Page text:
In our latest GlobalSecurity Report, we noted malicious spam campaigns were on the increase, androughly 1 in 10 spam messages were malicious.
There is a large scale malicious spam campaign going on that is shamelessly exploiting the Boston bombing. Subject lines are similar to the following:
The spam messages are simple plain text, with a simple link with an IP address:
The spam is originating from the Kelihos botnet. As I bloggedlast month, Kelihoshas come back from dead with high spam output. However, compared to itsusual relatively harmless stock spam, this campaign is downright nasty.
The links lead to many different landing pages, all ostensiblyhosting videos of the bombings. Here is an example:
The page however, is not just a series of videos. Hidden atthe bottom of the page is an iframe which loads code from another site. Here are some of URLs of these pages that wehave seen:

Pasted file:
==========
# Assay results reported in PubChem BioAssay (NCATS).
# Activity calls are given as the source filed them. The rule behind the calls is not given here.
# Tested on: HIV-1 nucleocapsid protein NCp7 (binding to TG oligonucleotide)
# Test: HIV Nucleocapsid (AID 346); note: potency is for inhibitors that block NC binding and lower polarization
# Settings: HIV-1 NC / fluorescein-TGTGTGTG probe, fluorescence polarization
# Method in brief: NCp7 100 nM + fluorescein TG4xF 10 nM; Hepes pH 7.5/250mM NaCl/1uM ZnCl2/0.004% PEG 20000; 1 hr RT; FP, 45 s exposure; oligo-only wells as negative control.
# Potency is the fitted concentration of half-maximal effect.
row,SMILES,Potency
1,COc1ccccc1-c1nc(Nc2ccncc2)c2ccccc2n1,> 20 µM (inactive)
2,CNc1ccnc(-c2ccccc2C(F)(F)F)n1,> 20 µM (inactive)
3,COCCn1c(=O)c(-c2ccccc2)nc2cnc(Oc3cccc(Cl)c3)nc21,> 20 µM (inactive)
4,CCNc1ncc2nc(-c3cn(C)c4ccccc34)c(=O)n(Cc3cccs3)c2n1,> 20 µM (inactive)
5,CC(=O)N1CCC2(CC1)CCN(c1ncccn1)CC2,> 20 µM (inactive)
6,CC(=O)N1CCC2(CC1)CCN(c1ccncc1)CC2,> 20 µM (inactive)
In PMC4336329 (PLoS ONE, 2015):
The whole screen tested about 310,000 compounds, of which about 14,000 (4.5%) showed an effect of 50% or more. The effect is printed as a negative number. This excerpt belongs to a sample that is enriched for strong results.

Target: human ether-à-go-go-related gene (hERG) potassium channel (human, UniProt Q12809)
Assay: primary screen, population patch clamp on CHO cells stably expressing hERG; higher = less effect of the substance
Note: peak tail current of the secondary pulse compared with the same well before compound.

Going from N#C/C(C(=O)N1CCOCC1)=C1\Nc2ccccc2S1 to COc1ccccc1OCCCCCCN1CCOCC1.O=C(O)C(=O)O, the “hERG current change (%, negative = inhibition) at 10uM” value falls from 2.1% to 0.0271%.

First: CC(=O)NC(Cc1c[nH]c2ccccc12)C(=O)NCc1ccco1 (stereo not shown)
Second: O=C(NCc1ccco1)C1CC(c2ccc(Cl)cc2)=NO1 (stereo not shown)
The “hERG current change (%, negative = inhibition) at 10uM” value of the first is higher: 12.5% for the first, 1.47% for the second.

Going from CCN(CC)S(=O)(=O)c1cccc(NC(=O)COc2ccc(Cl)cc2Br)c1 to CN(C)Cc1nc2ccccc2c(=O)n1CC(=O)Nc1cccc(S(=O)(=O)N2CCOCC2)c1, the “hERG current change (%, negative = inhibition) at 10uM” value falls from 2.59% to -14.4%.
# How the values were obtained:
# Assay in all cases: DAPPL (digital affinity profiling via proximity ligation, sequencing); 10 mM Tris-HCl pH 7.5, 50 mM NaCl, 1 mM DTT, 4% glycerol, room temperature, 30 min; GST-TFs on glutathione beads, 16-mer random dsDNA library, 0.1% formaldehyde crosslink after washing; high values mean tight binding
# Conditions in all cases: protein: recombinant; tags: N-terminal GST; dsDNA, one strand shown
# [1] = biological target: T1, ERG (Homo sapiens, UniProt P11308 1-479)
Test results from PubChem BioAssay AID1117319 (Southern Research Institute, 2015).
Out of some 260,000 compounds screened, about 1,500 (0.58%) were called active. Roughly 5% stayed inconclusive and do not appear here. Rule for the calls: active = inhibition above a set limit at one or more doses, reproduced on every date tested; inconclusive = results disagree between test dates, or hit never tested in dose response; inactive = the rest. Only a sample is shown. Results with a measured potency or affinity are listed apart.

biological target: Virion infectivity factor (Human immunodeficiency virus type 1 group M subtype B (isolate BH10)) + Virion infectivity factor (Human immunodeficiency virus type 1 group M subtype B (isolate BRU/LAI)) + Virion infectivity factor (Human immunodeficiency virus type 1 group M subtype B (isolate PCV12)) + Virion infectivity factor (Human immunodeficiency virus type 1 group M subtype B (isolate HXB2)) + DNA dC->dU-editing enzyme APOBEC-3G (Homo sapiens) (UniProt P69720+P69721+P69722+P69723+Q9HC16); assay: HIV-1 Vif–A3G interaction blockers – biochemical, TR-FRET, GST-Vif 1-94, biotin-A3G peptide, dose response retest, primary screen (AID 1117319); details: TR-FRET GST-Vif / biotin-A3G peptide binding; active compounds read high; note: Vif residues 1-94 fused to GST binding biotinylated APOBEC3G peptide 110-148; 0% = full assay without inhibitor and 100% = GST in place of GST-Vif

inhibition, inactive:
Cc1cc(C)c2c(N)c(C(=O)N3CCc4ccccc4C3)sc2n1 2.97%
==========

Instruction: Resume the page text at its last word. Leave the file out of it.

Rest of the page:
These pages attempt to load a Java applet something likethis:
This code is none other than Redkit,an exploit kit that attempts to exploit vulnerabilities on your computer. If theexploit is successful, malware is downloaded onto the PC. One of these pieces of malware, named boston.avi_______.exeis actually a copy of the Kelihos bot itself, which when it is installed, willproceed to spam more of the same Boston-themed spam.
This style of campaign has been seen before. Kelihos'sancestor, Storm, got its name for exploiting storm related news in early 2007, and the payload was more Storm bots. Some things never change, except perhaps the depths that the scumbags behindthese campaigns sink to.
Trustwave's Secure Email Gateway customers wereprotected from this Kelihos spam campaign.
The Boston bombing spam campaign has morphed overnight into a "Texas Explosion" spam campaign, with subject lines about the explosion at a Texas chemical factory. Some of the Subject lines seen include:
Texas Explosion Injures Dozens
Video footage of Texas Explosion
Texas plant explosion
Plant Explosion Near Waco, Texas
CAUGHT ON CAMERA: Fertilizer Plant Explosion
The body of the emails is still a single URL with a numeric IP address, only now the web page is labeled "texas.html" instead of "boston.html". Many of the same IPs are being used as the Boston bombing campaign, so these pages are obviously still live.